Grand River Park Sensory Trail

Sensory trail at Grand River Park

Theodore (Tas) Stoetzner of Boy Scout Troop 354 of Jenison completed his Eagle Scout project by constructing the park system’s first sensory trail in May.

“I chose this project to help kids and families who live with autism enjoy the parks and be outside more. When I was learning about trails, I learned that autistic children sometimes have challenges with senses and decided that I should help them with four stations to help them hear, see, and feel different things in nature,” said Tas.

Recognizing that this trail would need extra attention and upkeep, the Parks Department required Tas to recruit a local organization or business to adopt the trail. Tas connected with Autism Support of West Shore, and they agreed to sign on as Adopt-a-Park volunteers.

“Having sensory trails in parks throughout West Michigan makes parks more accessible. Many children with autism have sensory challenges, either under or over stimulation, and these trails allow children to engage their senses in a safe, natural setting. Those who seek extra movement like running or extended walks can also utilize the trail, with the added bonus of the sensory input. Our children are often not successful in what would be considered child-friendly places for play and enjoyment. The Autism Support of West Shore board saw this as an opportunity for children on the spectrum to have a place to go and enjoy the outdoors providing them a unique sensory experiences in nature. Autism Support of West Shore is proud to collaborate with Tas and Ottawa County Parks on this unique venture.”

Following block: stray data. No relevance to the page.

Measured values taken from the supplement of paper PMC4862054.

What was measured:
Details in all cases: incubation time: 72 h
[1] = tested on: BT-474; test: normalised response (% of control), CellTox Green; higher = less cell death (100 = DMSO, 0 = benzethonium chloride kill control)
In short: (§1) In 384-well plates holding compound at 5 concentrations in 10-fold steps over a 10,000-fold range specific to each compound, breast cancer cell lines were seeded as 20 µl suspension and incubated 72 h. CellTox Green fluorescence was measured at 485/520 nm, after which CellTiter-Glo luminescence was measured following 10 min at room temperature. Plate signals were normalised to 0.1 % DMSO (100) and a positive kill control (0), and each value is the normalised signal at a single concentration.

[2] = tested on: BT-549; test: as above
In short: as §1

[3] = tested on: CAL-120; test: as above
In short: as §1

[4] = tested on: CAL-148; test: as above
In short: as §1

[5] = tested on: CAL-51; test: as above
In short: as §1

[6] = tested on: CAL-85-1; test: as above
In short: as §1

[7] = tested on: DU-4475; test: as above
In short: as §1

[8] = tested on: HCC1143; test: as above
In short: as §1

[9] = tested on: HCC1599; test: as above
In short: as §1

— Linda Ellenbaas, Autism Support of West Shore

The sensory stations

  1. At two listening stations, users can identify the local birds and their calls.
  2. At the walk through station, users will walk on pine cones, stones, wood chips, and logs to feel different textures.
  3. At the manual dexterity station, children can dig and find 15 hidden paving stones, each with different textures.
  4. The yoga station is intended to help users stretch their bodies and enjoy their surroundings.

 

On June 25, 2018 Ottawa County Parks will offer a new program Helping Hands at the Nature Education Center.

Trail Map

About the Author

Jessica VanGinhoven

Jessica is the media contact for the Ottawa County Parks & Recreation Department: jvanginhoven@miottawa.org, (616) 994-4716